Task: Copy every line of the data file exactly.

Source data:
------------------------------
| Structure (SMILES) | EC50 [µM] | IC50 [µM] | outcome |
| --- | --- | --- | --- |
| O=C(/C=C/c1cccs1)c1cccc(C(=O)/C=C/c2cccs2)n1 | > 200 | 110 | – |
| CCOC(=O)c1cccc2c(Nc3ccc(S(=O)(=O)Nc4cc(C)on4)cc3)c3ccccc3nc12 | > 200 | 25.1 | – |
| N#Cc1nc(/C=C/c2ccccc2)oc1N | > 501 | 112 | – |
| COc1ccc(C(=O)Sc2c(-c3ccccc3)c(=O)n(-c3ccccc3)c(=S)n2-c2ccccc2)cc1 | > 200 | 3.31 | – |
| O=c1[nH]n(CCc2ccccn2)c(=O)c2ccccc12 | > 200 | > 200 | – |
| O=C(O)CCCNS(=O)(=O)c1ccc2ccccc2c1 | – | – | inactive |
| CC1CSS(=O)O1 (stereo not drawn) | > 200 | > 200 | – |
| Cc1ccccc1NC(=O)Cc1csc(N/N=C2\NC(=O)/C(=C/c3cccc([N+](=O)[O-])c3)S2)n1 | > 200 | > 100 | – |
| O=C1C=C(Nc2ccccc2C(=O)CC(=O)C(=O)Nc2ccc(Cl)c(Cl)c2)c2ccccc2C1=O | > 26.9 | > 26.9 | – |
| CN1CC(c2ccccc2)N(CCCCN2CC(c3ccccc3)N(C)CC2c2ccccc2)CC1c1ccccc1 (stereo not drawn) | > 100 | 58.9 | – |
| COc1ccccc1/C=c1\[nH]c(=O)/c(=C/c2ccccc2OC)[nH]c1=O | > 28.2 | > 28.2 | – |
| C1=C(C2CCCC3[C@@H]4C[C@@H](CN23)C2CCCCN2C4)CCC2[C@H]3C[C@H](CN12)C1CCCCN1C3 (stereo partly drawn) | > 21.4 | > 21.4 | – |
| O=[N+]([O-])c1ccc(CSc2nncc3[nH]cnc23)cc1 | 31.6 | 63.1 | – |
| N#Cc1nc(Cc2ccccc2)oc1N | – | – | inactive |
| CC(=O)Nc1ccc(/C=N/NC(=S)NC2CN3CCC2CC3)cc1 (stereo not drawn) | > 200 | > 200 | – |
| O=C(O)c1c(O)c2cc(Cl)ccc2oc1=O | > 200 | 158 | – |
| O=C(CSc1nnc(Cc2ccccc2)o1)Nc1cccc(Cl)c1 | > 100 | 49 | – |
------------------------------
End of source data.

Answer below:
| Structure (SMILES) | EC50 [µM] | IC50 [µM] | outcome |
| --- | --- | --- | --- |
| O=C(/C=C/c1cccs1)c1cccc(C(=O)/C=C/c2cccs2)n1 | > 200 | 110 | – |
| CCOC(=O)c1cccc2c(Nc3ccc(S(=O)(=O)Nc4cc(C)on4)cc3)c3ccccc3nc12 | > 200 | 25.1 | – |
| N#Cc1nc(/C=C/c2ccccc2)oc1N | > 501 | 112 | – |
| COc1ccc(C(=O)Sc2c(-c3ccccc3)c(=O)n(-c3ccccc3)c(=S)n2-c2ccccc2)cc1 | > 200 | 3.31 | – |
| O=c1[nH]n(CCc2ccccn2)c(=O)c2ccccc12 | > 200 | > 200 | – |
| O=C(O)CCCNS(=O)(=O)c1ccc2ccccc2c1 | – | – | inactive |
| CC1CSS(=O)O1 (stereo not drawn) | > 200 | > 200 | – |
| Cc1ccccc1NC(=O)Cc1csc(N/N=C2\NC(=O)/C(=C/c3cccc([N+](=O)[O-])c3)S2)n1 | > 200 | > 100 | – |
| O=C1C=C(Nc2ccccc2C(=O)CC(=O)C(=O)Nc2ccc(Cl)c(Cl)c2)c2ccccc2C1=O | > 26.9 | > 26.9 | – |
| CN1CC(c2ccccc2)N(CCCCN2CC(c3ccccc3)N(C)CC2c2ccccc2)CC1c1ccccc1 (stereo not drawn) | > 100 | 58.9 | – |
| COc1ccccc1/C=c1\[nH]c(=O)/c(=C/c2ccccc2OC)[nH]c1=O | > 28.2 | > 28.2 | – |
| C1=C(C2CCCC3[C@@H]4C[C@@H](CN23)C2CCCCN2C4)CCC2[C@H]3C[C@H](CN12)C1CCCCN1C3 (stereo partly drawn) | > 21.4 | > 21.4 | – |
| O=[N+]([O-])c1ccc(CSc2nncc3[nH]cnc23)cc1 | 31.6 | 63.1 | – |
| N#Cc1nc(Cc2ccccc2)oc1N | – | – | inactive |
| CC(=O)Nc1ccc(/C=N/NC(=S)NC2CN3CCC2CC3)cc1 (stereo not drawn) | > 200 | > 200 | – |
| O=C(O)c1c(O)c2cc(Cl)ccc2oc1=O | > 200 | 158 | – |
| O=C(CSc1nnc(Cc2ccccc2)o1)Nc1cccc(Cl)c1 | > 100 | 49 | – |